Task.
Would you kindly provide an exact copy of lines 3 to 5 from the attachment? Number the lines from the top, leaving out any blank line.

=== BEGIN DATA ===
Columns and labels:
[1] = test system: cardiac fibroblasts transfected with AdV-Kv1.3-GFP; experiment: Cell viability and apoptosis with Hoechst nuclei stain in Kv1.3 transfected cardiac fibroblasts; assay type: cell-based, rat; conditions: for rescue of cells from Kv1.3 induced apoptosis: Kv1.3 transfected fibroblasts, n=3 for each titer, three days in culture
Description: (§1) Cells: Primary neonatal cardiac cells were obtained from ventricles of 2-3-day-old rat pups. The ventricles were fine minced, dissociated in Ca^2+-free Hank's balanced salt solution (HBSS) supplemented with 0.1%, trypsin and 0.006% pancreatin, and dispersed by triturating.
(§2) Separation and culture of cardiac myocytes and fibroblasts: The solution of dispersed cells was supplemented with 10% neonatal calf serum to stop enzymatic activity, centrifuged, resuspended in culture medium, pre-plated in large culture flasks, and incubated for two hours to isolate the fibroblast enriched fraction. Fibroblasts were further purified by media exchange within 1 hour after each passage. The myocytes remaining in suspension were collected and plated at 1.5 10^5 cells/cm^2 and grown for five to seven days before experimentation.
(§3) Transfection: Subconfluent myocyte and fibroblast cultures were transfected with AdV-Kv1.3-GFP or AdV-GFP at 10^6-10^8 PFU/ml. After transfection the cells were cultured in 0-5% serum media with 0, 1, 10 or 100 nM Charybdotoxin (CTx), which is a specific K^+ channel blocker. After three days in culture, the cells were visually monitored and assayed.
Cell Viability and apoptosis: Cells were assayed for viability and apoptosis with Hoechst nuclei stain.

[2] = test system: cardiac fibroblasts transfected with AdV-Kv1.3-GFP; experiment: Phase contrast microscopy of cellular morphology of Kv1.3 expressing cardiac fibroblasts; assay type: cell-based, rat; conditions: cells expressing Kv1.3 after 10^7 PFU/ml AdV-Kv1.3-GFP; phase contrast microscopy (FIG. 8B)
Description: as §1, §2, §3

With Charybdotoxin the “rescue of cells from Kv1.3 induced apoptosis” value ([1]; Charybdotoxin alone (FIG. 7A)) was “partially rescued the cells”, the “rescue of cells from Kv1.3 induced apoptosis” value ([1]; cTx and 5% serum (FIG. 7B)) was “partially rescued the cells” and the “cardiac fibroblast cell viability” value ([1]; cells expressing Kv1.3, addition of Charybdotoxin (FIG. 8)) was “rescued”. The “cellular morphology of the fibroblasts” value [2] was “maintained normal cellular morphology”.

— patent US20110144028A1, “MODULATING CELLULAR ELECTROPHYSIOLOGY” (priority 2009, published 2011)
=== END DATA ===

Description: (§1) Cells: Primary neonatal cardiac cells were obtained from ventricles of 2-3-day-old rat pups. The ventricles were fine minced, dissociated in Ca^2+-free Hank's balanced salt solution (HBSS) supplemented with 0.1%, trypsin and 0.006% pancreatin, and dispersed by triturating.
(§2) Separation and culture of cardiac myocytes and fibroblasts: The solution of dispersed cells was supplemented with 10% neonatal calf serum to stop enzymatic activity, centrifuged, resuspended in culture medium, pre-plated in large culture flasks, and incubated for two hours to isolate the fibroblast enriched fraction. Fibroblasts were further purified by media exchange within 1 hour after each passage. The myocytes remaining in suspension were collected and plated at 1.5 10^5 cells/cm^2 and grown for five to seven days before experimentation.
(§3) Transfection: Subconfluent myocyte and fibroblast cultures were transfected with AdV-Kv1.3-GFP or AdV-GFP at 10^6-10^8 PFU/ml. After transfection the cells were cultured in 0-5% serum media with 0, 1, 10 or 100 nM Charybdotoxin (CTx), which is a specific K^+ channel blocker. After three days in culture, the cells were visually monitored and assayed.